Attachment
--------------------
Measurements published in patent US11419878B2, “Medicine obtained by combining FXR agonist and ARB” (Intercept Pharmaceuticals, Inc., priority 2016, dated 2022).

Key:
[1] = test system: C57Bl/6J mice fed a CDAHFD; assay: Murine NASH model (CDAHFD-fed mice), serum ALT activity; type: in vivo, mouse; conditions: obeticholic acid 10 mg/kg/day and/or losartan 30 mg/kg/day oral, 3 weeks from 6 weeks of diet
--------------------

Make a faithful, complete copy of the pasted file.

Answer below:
Measurements published in patent US11419878B2, “Medicine obtained by combining FXR agonist and ARB” (Intercept Pharmaceuticals, Inc., priority 2016, dated 2022).

Key:
[1] = test system: C57Bl/6J mice fed a CDAHFD; assay: Murine NASH model (CDAHFD-fed mice), serum ALT activity; type: in vivo, mouse; conditions: obeticholic acid 10 mg/kg/day and/or losartan 30 mg/kg/day oral, 3 weeks from 6 weeks of diet